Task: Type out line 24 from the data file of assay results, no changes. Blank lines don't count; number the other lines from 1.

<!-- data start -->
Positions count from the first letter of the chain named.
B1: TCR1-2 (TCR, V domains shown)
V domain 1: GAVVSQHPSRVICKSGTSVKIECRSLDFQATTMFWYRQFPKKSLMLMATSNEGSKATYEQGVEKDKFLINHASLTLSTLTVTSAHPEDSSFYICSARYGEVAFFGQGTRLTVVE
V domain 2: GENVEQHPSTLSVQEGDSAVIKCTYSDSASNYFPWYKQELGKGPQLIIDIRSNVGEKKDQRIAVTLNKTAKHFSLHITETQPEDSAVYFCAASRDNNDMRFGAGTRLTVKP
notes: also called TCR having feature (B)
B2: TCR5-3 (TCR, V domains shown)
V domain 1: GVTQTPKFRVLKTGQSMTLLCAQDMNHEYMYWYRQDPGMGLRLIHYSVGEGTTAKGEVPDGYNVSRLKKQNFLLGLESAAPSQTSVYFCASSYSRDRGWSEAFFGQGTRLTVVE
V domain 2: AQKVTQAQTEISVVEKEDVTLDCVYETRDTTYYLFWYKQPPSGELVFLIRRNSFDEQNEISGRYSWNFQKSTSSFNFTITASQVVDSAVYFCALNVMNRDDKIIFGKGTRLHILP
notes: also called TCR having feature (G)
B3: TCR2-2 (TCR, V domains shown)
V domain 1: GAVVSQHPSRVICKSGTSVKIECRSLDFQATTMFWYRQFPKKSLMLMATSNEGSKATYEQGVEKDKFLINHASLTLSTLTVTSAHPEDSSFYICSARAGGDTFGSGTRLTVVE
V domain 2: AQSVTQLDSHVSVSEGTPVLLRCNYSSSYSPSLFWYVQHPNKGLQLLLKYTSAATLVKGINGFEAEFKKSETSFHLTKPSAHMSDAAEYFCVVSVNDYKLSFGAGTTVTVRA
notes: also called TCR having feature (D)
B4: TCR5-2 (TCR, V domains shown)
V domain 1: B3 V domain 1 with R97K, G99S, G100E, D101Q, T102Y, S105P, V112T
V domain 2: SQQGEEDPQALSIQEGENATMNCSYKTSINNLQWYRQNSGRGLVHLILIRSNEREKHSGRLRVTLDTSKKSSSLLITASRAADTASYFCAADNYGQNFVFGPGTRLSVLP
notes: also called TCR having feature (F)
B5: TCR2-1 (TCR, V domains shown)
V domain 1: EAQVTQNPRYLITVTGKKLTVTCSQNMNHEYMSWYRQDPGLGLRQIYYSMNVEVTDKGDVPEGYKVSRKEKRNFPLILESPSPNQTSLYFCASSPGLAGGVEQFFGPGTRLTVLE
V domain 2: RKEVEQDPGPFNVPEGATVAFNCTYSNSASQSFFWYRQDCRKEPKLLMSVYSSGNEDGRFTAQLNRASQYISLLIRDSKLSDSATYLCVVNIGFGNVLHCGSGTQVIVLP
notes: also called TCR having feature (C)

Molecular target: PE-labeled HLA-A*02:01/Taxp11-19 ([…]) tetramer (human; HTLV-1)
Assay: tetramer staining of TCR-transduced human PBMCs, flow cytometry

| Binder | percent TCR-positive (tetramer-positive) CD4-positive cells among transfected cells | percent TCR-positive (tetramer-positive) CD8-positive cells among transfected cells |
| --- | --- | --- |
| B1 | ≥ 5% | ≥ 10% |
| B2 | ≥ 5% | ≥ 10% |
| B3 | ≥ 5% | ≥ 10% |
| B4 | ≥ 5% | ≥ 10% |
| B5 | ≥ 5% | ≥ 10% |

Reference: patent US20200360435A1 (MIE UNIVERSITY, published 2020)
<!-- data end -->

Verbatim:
| Binder | percent TCR-positive (tetramer-positive) CD4-positive cells among transfected cells | percent TCR-positive (tetramer-positive) CD8-positive cells among transfected cells |